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Your 6 minutes are up

11 Oct

 

I have a friend, a work friend, who hasn’t been feeling too crash hot. Mentally that is. She went and saw a GP at her local clinic. She wanted his advice on what she could do about these feelings. The appointment went as follows-

Doc: how can I help?

Friend: I need to get my prescription for the pill renewed and I would like to talk about something else also.

*insert 5 minutes of interrogation about said pill before handing over the script anyway*

Doc: is there anything else?

Friend: yes, I haven’t been feeling very good lately, I think it might be depression but I’m not sure. I’m flat and I haven’t had to deal with this before so I wasn’t sure what I can do.

Doc: well you’ve used your 6 minutes so you’ll have to make another appointment and come back another day.

bad-doctor


It was World Mental Health Day yesterday and still is National Mental Health Week, but I don’t need a week to talk about mental health. I’m always banging on about how important it is to talk. Talk about anything. Everything.  Your pets, your garden, your housemates. It’s that kind of chat that leads to being more comfortable talking about your health, physical and mental. It allows you to speak up if you’re feeling different to your usual self. People think small talk is a waste of time, but I believe the small talk is what leads to the more important stuff. And starting this general chat with friends and co-workers helps us all notice changes in others. In short, it allows us to be more mindful of what’s going on around us.


That conversation was no joke. It actually happened. My friend isn’t suicidal. She goes to work and takes care of herself daily. She isn’t about to collapse in a heap. But he didn’t know any of that. Because he dismissed her before she had a chance to say anything.

Now, I get how bulk billing doctors work. However I also know they have a duty of care to not just palm off someone who could be on the brink of a fucking meltdown. I have also seen enough to know they go over time on appointments, all the time. I myself see a bulk billing GP, and he is hands down the best doctor I’ve seen in my 13 years on Brisbane (Dr Tim Bresseleers if anyone was wondering!) and I’ve seen a lot, for everything imaginable. Including the ones that charge $80 just to get a doctors certificate. None compare. So I know that the bulk billing tag is no excuse for what this guy did to her.

Unfortunately so many people find it near on impossible to seek help when they’re not feeling quite right. Whether they’ve got funky smelling pee or they’re hearing voices, nobody likes to feel judged or put under the microscope. And a doctors office can feel so intimidating, especially when you go in alone. What he did to her is the exact reason I went untreated for so long. I was afraid of being overlooked, of having a professional tell me I wasn’t worth their time, of being labelled a hypochondriac. Since then I’ve had my entire body and mind paraded through so many doctors offices I’ve lost count, so it no longer bothers me ask for help, mental or otherwise. But for those who have not been down that road, potentially facing someone like my friend’s asshat doctor might be the thing that stops them.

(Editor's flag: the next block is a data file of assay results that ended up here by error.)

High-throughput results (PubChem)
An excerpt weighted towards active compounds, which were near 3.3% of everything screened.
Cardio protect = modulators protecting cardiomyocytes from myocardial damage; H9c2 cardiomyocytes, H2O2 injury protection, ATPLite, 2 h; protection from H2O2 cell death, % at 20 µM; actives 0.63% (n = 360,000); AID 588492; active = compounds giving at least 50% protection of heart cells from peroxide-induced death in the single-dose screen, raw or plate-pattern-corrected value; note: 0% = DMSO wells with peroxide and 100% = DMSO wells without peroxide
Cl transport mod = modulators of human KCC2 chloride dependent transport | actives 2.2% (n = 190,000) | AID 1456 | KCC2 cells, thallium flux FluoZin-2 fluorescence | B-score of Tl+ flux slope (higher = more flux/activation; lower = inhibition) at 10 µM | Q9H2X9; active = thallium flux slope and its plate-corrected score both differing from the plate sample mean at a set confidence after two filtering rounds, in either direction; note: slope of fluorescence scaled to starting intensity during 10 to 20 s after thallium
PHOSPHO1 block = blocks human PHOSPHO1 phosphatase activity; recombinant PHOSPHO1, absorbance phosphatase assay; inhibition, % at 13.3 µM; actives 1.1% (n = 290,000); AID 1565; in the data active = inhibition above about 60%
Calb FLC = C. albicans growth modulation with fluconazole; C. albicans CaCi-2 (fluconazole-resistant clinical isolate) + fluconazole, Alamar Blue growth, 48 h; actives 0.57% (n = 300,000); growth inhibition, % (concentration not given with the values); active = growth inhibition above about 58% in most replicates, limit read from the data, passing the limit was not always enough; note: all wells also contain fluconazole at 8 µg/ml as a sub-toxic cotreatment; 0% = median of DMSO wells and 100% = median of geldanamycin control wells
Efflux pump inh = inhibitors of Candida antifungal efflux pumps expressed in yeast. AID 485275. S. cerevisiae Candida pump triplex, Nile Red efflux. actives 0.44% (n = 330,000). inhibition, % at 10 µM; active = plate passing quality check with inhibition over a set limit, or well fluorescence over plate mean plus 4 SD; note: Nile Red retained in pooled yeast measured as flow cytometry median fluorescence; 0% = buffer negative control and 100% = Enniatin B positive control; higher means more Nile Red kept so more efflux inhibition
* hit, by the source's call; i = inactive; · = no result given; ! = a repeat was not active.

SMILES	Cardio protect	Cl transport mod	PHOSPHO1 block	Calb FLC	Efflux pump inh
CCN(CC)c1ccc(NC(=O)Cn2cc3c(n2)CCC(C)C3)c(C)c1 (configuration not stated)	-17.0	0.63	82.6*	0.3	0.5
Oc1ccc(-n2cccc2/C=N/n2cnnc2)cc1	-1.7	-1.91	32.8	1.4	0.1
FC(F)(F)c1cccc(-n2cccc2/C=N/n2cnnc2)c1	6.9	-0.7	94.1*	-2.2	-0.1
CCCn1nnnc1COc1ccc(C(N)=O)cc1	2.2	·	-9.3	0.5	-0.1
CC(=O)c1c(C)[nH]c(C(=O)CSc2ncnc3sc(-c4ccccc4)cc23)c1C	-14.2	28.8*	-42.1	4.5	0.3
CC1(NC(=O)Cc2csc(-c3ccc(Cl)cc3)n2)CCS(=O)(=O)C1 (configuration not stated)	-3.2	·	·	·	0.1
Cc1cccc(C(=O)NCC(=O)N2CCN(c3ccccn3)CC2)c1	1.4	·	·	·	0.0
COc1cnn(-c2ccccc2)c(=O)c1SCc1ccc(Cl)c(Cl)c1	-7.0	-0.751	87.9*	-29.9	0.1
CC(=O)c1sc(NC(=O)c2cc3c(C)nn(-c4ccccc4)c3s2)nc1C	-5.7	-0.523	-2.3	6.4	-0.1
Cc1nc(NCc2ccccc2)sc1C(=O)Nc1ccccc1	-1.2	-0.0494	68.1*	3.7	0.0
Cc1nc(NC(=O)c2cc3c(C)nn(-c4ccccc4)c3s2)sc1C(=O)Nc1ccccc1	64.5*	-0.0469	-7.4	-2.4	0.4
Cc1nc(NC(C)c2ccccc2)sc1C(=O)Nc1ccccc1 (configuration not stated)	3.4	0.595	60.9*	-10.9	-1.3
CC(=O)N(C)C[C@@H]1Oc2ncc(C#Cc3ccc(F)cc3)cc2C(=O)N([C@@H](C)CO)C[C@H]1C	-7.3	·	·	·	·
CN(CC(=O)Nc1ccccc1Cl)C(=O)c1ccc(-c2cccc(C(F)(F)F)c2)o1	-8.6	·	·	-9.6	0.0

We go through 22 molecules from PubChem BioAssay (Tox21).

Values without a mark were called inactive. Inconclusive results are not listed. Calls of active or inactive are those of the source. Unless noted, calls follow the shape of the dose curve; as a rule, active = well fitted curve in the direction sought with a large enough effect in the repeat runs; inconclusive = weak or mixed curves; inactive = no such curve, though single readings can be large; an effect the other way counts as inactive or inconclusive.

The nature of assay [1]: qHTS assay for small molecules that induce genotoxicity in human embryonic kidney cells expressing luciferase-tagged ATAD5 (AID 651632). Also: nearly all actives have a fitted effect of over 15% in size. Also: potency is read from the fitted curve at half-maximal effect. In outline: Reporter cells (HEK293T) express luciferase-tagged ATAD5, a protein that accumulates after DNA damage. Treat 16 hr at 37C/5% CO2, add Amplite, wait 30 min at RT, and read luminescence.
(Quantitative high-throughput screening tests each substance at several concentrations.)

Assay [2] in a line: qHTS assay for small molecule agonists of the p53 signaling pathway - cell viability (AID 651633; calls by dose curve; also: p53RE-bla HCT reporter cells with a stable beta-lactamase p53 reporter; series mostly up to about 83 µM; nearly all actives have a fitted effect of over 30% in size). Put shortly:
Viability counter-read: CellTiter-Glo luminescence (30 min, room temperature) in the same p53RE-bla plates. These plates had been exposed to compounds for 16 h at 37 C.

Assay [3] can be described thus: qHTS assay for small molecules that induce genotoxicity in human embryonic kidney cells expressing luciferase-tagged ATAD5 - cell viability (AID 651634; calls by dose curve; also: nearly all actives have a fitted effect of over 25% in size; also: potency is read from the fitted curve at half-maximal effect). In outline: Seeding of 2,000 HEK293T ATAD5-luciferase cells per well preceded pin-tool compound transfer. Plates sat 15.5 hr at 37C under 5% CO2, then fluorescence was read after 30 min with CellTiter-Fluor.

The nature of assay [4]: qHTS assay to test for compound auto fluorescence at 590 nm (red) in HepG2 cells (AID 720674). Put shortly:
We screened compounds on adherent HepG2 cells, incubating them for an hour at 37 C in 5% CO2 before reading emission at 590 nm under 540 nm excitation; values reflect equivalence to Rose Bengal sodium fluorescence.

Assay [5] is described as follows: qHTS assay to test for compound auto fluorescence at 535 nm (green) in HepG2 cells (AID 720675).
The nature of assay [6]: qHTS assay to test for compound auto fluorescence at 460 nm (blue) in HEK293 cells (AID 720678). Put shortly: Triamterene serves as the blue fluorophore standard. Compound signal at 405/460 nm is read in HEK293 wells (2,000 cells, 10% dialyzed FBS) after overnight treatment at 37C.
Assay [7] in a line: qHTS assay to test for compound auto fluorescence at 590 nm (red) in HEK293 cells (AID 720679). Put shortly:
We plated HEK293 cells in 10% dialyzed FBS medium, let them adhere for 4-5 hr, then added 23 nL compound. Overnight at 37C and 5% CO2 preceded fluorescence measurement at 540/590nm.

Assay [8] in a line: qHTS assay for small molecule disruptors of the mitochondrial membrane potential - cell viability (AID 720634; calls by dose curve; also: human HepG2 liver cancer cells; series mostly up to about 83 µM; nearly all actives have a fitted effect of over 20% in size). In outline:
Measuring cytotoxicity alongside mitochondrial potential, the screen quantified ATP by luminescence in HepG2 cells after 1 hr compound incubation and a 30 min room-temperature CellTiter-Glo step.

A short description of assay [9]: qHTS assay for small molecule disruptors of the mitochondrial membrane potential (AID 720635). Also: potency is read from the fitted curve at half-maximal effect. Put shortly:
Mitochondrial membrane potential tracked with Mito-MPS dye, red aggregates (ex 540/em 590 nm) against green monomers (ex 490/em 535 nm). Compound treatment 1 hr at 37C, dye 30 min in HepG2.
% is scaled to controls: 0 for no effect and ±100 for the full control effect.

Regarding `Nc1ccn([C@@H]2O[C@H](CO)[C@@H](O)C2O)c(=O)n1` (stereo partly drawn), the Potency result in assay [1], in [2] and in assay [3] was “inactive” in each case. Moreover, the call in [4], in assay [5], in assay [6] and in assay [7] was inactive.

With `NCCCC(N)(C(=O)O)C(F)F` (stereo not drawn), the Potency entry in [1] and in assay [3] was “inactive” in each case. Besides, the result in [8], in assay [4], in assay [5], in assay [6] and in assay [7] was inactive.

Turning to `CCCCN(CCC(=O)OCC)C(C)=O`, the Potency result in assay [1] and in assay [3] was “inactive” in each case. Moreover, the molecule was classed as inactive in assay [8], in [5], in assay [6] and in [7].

She is resilient, strong and outspoken so she already knows he was a dick and she wants to see someone else. But imagine if she wasn’t. Imagine she was shy, without a strong network of friends, without wonderful parents, without a supportive ear to hear that story. That right there is an absolute disaster in the making, and there are a LOT of people around who fit that description.

So today is Friday, the last day of the regular working week.  If you’re standing around the water cooler, or out at end-of-week drinks, I challenge you to chat to someone about something you normally wouldn’t. What are you up to over the weekend? Did your work week go smoothly? And if you have trouble starting with a question, you can always start with something about you. The weather is nice I might go for a swim, do you like to swim? I’m glad the week’s over but now I have a weekend of study, are you studying also? It’s so easy to make that small talk. And starting off doesn’t take any longer than 6 minutes.

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Loss and the questions why

9 Feb

The art of losing isn’t hard to master; so many things seem filled with the intent to be lost that their loss is no disaster. – “One Art”, Elizabeth Bishop